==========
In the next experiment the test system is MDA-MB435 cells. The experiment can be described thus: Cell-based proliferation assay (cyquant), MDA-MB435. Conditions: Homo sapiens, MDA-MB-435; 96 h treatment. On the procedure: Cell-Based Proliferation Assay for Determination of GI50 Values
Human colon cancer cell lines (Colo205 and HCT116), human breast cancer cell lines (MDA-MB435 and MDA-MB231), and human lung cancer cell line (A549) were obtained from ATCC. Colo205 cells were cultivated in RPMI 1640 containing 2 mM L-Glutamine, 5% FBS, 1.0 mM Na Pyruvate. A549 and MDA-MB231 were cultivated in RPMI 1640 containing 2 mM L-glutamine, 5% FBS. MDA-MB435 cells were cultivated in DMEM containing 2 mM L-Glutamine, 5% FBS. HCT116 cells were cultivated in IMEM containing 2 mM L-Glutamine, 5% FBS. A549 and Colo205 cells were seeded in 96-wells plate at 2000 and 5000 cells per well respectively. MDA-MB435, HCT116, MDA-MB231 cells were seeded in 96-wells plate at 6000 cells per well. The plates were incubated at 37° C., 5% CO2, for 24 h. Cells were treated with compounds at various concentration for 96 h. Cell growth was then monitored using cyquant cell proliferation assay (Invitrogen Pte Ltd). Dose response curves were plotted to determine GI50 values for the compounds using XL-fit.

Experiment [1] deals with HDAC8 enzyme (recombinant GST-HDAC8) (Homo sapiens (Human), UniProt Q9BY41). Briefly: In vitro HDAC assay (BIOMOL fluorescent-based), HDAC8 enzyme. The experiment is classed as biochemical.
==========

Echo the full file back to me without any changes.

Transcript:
In the next experiment the test system is MDA-MB435 cells. The experiment can be described thus: Cell-based proliferation assay (cyquant), MDA-MB435. Conditions: Homo sapiens, MDA-MB-435; 96 h treatment. On the procedure: Cell-Based Proliferation Assay for Determination of GI50 Values
Human colon cancer cell lines (Colo205 and HCT116), human breast cancer cell lines (MDA-MB435 and MDA-MB231), and human lung cancer cell line (A549) were obtained from ATCC. Colo205 cells were cultivated in RPMI 1640 containing 2 mM L-Glutamine, 5% FBS, 1.0 mM Na Pyruvate. A549 and MDA-MB231 were cultivated in RPMI 1640 containing 2 mM L-glutamine, 5% FBS. MDA-MB435 cells were cultivated in DMEM containing 2 mM L-Glutamine, 5% FBS. HCT116 cells were cultivated in IMEM containing 2 mM L-Glutamine, 5% FBS. A549 and Colo205 cells were seeded in 96-wells plate at 2000 and 5000 cells per well respectively. MDA-MB435, HCT116, MDA-MB231 cells were seeded in 96-wells plate at 6000 cells per well. The plates were incubated at 37° C., 5% CO2, for 24 h. Cells were treated with compounds at various concentration for 96 h. Cell growth was then monitored using cyquant cell proliferation assay (Invitrogen Pte Ltd). Dose response curves were plotted to determine GI50 values for the compounds using XL-fit.

Experiment [1] deals with HDAC8 enzyme (recombinant GST-HDAC8) (Homo sapiens (Human), UniProt Q9BY41). Briefly: In vitro HDAC assay (BIOMOL fluorescent-based), HDAC8 enzyme. The experiment is classed as biochemical.